FAIRBANKS (AP) -- People who work for the Fairbanks North Star Borough will now have to watch their behavior.
The borough assembly passed an ordinance Thursday that makes the mayor and the 350 borough employees subject to a code of ethics.
''Voters have a right to expect a certain standard of behavior,'' said Assemblywoman Bonnie Williams, the ordinance's main sponsor.
The ordinance essentially says the mayor and borough employees may not use borough property for personal gain. Inconsequential use of borough property, such as making a brief personal phone call, is not prohibited under the new law, the Fairbanks Daily News-Miner reported.
The assembly already operates under an ethics ordinance and borough staff must follow a policy concerning conflict of interest. Until now, the mayor was only governed by personal character and state law.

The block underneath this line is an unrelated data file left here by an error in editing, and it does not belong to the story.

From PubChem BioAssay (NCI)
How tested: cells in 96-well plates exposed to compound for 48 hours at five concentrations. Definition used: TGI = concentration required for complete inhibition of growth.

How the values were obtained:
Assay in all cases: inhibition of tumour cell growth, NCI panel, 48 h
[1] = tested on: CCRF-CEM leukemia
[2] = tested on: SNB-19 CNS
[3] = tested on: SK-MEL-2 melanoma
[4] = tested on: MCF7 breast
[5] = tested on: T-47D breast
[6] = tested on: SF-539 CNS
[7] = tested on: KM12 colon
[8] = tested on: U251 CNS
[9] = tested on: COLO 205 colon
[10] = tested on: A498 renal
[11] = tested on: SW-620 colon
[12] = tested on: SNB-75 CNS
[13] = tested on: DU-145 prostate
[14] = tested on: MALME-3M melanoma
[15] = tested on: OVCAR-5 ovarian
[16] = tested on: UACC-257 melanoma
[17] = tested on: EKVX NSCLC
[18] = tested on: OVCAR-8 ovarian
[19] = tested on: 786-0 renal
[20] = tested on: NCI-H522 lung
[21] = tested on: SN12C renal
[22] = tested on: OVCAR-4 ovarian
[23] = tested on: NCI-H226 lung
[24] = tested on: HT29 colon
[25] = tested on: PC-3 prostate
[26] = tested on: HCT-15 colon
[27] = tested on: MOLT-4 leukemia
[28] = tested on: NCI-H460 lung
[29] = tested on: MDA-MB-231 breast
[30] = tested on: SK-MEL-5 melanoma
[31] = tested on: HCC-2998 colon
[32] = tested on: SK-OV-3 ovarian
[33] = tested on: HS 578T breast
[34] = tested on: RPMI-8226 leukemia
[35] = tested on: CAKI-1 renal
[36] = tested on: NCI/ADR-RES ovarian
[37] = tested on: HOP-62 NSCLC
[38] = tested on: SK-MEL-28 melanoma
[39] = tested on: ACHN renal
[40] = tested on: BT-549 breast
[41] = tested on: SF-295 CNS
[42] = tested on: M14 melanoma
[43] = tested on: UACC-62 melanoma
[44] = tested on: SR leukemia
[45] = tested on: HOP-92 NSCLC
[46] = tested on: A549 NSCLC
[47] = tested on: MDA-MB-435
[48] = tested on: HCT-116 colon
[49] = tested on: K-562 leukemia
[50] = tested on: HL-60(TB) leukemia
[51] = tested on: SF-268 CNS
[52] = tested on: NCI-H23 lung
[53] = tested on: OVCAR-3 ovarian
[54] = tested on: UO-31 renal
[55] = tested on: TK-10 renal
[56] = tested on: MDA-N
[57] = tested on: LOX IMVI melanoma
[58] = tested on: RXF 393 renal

Williams said she crafted the ordinance after hearing that a resident wanted to makes an ethics grievance against Borough Mayor Rhonda Boyles and couldn't. She saw that as a flaw in the system, she said.
Assembly members Guy Sattley and Eileen Cummings signed on, later joined by the mayor and the rest of the assembly.
Still, assembly members raised concerns over wording during debate. Some thought it was too strict. Others called it too lenient.
Cummings and Assemblyman Tim Beck tried to add language limiting activity in political parties. The language was rejected as too constraining.
A handful of assembly members reassured the mayor they were not supporting the ordinance because they questioned her judgment.
Boyles drew fire last fall, however, for negotiating a lease with someone who was about to hire her contractor husband to do work on the property, although the assembly ultimately endorsed the mayor's judgment on the matter.
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